Some descriptions of what participants underwent during the Mysteries are similar to the experience of ego death today, or the loss of self, often experienced during a psychedelic trip. Disassociation, hallucinations, fear, joy, a mix of other emotions, and a deeper understanding of the world are all experiences described during both the Mysteries and a psychedelic trip. The dissolution of the ego can lead to the feeling of oneness with the world, helping to break unhealthy thoughts and behavior patterns.
Participants were also said to have returned from the ceremony full of joy and happiness, with the fear of death diminished. Philosopher Plato reportedly participated, and said that the Mysteries were a purifying experience, and those who participated “shall dwell with the gods.” Ancient texts talk of the intense sensory experience of the Mysteries, speaking of a “marvelous light” and a “huge fire,” perhaps similar to hallucinations seen while on psilocybin or LSD.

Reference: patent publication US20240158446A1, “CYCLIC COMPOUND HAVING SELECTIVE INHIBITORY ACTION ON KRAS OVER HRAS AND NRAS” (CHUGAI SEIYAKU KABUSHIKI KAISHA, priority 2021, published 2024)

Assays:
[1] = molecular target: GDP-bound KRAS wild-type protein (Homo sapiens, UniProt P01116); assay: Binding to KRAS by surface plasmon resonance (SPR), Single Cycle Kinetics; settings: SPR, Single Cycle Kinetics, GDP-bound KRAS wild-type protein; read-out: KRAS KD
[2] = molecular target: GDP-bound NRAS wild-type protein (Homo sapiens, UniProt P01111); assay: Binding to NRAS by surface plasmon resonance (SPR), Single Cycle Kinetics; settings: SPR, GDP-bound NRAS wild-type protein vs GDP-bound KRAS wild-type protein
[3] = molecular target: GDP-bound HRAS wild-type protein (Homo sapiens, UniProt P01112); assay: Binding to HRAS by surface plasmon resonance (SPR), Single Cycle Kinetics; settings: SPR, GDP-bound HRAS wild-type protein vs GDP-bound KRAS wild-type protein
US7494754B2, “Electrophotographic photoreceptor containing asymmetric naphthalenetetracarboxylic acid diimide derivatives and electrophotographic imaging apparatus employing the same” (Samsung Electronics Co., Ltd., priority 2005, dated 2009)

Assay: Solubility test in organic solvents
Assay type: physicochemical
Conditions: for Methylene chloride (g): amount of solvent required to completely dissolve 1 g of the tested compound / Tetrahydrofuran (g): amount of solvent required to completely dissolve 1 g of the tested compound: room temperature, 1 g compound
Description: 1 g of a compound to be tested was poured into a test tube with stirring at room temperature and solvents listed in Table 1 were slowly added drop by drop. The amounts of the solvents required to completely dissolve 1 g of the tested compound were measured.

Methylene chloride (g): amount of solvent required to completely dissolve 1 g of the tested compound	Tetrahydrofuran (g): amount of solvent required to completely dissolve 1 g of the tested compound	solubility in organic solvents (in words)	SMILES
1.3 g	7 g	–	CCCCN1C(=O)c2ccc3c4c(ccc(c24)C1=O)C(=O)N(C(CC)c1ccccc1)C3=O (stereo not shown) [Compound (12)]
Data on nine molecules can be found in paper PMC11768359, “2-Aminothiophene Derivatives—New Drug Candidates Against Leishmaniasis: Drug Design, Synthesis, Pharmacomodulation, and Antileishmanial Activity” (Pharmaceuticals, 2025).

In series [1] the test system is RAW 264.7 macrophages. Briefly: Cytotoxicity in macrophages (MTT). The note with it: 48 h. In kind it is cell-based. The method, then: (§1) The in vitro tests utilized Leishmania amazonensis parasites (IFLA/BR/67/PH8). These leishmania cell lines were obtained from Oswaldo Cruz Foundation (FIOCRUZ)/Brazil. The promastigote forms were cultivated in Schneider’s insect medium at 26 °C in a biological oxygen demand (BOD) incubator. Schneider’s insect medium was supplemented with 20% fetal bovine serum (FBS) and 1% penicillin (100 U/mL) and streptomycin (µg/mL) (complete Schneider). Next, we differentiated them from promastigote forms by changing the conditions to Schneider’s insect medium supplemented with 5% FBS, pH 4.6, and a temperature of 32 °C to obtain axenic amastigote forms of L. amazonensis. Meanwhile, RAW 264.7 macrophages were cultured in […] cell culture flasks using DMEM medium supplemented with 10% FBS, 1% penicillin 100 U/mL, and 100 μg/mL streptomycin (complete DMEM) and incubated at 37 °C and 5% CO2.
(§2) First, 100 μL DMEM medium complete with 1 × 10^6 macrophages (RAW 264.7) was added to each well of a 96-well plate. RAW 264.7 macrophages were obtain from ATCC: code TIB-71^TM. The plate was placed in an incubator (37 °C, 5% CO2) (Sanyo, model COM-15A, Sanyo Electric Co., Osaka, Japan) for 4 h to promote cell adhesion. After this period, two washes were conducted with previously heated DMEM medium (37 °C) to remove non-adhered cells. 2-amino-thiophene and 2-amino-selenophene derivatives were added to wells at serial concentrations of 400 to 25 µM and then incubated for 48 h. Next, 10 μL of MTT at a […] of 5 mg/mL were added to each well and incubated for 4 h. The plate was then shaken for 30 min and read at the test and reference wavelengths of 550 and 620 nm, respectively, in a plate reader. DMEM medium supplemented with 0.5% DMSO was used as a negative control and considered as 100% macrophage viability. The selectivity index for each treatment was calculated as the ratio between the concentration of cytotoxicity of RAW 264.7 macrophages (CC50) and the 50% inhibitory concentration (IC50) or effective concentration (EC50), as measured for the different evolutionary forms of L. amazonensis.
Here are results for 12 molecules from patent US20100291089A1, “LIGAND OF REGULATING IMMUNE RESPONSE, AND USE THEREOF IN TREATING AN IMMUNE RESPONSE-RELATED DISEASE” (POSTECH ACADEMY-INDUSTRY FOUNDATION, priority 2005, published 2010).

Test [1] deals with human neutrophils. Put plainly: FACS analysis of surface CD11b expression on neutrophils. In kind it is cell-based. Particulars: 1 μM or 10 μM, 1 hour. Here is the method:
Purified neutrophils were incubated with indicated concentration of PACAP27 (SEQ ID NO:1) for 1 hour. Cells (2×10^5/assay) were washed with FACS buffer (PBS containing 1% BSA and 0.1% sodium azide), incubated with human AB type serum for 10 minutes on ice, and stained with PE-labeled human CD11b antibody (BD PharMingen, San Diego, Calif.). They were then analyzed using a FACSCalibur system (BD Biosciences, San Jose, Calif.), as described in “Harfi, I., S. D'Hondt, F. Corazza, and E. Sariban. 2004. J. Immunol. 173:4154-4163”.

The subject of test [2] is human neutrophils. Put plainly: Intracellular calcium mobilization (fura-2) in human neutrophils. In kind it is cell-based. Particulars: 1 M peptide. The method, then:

Today, psilocybin and other psychedelics are also being used to treat end-of-life anxiety and help people with terminal illnesses cope with death. In another study, 67% of participants rated a psilocybin experience to be the single most meaningful experience of their life, or in the top five most meaningful experiences.
The Greeks knew the power of the Mysteries and the kykeon, and closely guarded their secrets. Psychedelics, and the story of Persephone’s continual death and rebirth, can help us all come to terms with death and appreciate life for what it is.